PAP lists a LF spec as somewhere between 29-32hz, and they work well in both of our listening rooms large (15 x 26 feet) and small (13 x 15 feet). Even in the smaller room, where they are staying, bass down to 30hz is easily achieved. For those of you raising your nose at “only going down to 30hz,” the LF detail will get you. Especially if you listen to a lot of acoustic music. The sheer texture on tap, listening to a cello or standup bass is exciting. The Trios are by no means a “1-note bass” speaker, and for some, it may take getting used to the lower register detail.

The Trios wide dynamic range makes it easy to achieve high SPLs with minimal power, but it also makes for engaging low level listening. These are one of the most exciting speakers I’ve had the pleasure of listening to at low volume levels, making them perfect for someone living in a condo or apartment situation.

Defying definition

Enjoyable as these speakers are, you need to hear them. Their clear, dynamic sound reminds me of so many aspects of other speakers that I truly love. They disappear in the room and provide pinpoint imaging when required like a great mini monitor, yet, they paint a vast, diffuse landscape like my Magnepan Tympanis, all the while, having the sheer sonic punch of the Klipsch LaScalas.

Those wanting a more traditional box speaker may not be able to work with the ultra modern aesthetic of the Trios, but as someone who loves the modern thing, I love them. There are so many variations on color and finish, and when you’re sitting in the listening chair, you don’t notice the lack of cabinet anyway.

The high resolution of the Trios puts a world of source components at your disposal, but because you don’t need a ton of amplifier power, I’m guessing you can build an amazing system around the Trios on a reasonable budget, yet should you get the urge to upgrade, these speakers will keep revealing more music, even with 5-figure amplification and source components.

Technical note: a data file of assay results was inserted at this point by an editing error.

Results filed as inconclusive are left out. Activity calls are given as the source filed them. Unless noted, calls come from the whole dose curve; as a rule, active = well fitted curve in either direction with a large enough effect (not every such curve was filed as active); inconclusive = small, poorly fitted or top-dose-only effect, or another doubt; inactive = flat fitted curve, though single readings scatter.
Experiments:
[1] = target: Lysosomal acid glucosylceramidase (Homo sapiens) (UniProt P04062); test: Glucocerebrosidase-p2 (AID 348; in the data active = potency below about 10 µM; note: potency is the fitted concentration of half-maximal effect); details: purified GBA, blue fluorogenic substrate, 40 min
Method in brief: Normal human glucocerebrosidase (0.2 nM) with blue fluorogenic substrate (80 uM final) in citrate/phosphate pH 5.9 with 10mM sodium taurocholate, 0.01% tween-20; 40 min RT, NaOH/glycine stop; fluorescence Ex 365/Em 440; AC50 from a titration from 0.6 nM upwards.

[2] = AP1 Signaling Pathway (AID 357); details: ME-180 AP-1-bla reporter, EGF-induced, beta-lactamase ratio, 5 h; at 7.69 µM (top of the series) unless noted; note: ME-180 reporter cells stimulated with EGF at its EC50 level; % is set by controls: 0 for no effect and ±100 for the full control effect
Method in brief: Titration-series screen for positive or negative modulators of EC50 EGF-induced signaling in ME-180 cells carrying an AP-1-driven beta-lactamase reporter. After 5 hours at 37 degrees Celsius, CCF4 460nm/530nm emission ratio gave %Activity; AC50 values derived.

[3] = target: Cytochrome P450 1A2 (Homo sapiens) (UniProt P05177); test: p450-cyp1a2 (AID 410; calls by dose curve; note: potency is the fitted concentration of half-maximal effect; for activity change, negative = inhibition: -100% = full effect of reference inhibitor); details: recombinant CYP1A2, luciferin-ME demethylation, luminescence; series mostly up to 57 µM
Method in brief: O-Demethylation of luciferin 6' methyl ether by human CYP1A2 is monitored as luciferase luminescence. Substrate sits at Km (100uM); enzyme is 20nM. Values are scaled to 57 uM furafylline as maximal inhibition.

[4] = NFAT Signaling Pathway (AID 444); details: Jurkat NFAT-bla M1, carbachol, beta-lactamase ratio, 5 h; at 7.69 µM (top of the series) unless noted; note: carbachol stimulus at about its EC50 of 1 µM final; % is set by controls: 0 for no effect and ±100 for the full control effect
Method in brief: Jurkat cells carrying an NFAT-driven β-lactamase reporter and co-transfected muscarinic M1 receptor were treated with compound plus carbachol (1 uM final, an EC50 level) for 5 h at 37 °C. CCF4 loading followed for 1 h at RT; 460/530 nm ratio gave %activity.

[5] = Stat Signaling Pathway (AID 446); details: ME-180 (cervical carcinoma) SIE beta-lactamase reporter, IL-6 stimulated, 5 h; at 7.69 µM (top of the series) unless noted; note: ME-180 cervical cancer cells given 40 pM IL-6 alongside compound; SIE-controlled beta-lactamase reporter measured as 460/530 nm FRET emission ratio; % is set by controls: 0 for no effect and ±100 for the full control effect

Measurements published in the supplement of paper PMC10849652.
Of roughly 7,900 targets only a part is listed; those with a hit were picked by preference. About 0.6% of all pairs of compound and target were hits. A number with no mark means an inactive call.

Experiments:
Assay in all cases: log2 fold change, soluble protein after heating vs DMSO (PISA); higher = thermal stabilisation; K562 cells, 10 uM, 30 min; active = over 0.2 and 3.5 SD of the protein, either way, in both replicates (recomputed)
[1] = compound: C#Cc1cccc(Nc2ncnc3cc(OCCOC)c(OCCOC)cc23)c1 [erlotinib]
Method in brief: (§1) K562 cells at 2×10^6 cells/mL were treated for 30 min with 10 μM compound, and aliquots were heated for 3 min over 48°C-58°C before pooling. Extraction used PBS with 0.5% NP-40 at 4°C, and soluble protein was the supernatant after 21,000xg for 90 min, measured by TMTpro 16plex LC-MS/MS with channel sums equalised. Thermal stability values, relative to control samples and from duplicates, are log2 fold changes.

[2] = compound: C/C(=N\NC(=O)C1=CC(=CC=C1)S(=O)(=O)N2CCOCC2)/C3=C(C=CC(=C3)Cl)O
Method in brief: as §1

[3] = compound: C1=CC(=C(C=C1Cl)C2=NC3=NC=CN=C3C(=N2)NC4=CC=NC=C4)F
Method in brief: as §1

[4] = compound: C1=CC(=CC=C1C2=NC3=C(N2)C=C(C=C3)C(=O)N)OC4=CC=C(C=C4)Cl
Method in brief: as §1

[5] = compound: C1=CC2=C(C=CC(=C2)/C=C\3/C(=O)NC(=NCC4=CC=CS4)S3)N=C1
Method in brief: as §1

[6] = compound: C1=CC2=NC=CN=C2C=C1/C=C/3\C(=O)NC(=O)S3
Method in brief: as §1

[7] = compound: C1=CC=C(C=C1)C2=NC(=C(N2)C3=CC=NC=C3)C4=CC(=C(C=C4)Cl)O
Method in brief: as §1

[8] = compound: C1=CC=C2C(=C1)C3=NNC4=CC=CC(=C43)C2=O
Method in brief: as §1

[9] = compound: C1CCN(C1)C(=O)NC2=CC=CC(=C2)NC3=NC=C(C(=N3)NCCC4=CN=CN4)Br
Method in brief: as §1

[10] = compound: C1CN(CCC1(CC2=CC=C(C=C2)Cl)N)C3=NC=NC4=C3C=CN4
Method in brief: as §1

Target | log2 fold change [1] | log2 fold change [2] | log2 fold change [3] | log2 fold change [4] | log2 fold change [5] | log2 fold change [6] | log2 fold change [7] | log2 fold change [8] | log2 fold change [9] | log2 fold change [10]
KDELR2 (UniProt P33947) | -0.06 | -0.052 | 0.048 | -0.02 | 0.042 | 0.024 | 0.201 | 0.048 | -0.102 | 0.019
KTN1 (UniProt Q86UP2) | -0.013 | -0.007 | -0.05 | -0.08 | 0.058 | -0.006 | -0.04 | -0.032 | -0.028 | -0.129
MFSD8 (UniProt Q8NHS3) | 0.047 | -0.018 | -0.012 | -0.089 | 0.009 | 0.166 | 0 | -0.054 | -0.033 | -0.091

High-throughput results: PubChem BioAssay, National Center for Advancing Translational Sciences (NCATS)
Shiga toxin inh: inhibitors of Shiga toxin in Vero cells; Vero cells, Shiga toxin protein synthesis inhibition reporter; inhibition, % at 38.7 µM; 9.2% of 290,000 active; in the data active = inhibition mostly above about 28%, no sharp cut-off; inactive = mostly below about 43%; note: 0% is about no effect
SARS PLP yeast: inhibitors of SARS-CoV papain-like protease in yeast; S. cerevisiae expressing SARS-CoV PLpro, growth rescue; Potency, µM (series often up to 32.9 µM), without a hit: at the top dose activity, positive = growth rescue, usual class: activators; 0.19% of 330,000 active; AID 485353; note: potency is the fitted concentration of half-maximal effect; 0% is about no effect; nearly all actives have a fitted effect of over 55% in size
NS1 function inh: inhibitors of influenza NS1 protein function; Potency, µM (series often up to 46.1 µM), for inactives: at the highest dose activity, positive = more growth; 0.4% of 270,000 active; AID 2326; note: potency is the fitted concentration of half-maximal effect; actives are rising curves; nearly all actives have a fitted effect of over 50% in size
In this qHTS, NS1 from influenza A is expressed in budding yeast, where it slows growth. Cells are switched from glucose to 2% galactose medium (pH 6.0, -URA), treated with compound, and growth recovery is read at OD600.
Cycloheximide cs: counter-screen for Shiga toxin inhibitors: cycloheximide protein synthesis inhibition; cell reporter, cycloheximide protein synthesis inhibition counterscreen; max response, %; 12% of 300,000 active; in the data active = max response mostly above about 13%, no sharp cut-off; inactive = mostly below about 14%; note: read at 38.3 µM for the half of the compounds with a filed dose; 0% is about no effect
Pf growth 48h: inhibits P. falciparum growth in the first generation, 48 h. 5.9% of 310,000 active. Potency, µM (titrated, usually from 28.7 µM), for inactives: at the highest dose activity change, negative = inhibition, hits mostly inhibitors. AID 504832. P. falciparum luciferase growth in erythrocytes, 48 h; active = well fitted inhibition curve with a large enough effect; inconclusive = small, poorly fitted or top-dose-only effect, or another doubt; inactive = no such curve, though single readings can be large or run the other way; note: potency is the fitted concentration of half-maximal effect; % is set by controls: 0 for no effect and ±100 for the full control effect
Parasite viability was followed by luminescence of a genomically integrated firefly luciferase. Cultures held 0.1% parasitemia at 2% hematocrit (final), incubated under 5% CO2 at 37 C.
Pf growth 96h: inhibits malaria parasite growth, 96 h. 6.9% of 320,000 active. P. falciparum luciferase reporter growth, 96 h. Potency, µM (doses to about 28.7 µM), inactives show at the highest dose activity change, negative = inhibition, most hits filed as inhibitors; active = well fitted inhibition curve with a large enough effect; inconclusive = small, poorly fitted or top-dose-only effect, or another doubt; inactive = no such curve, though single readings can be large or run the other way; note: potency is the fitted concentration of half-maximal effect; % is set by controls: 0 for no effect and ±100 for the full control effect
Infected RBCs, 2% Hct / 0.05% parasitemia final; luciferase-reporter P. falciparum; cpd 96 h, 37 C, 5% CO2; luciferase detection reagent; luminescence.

The highest compliment I can pay the PureAudioProject speakers is that I purchased the review pair and will be using them as a permanent reference speaker in room two. I’ve never had this much sheer fun with a pair of speakers. In addition to being a great reviewing tool, they are going to be the vehicle for a number of audio journeys I’m planning, so count on hearing more about them in the months to come. It’s easy to award them one of our Exceptional Value Awards for 2018. Again, I can’t suggest checking a pair of these out for yourself, should you be attending an audio show this year.

Finally, I’m doing the final edits on this review at the Munich HiEnd Show, so we only have the single picture at the top for now. The PAP Trio 15s will be featured in issue 88 of TONEAudio, due out in about a week, so please stop back and see some more exciting photos of these beautiful speakers.

The Pure Audio Project Trio 15 Horn



Preamplifier        PrimaLuna DiaLogue, Pass XS Pre, Robert Koda K-10

Power amplifiers    Audio Research D-79(restored), Audio Research REF 75SE, Pass Labs XA25, First Watt SIT-2, Nagra 300P

Digital Source        Gryphon Kalliope w/dCS Bridge

Analog Source        Avid Volvere SP/TriPlanar/Lyra Etna, Conrad Johnson TEA-1

Cable             Cardas Clear

PureAudioProject Reference Audio Foils, and Crossover Cable Upgrades, made by Verastarr.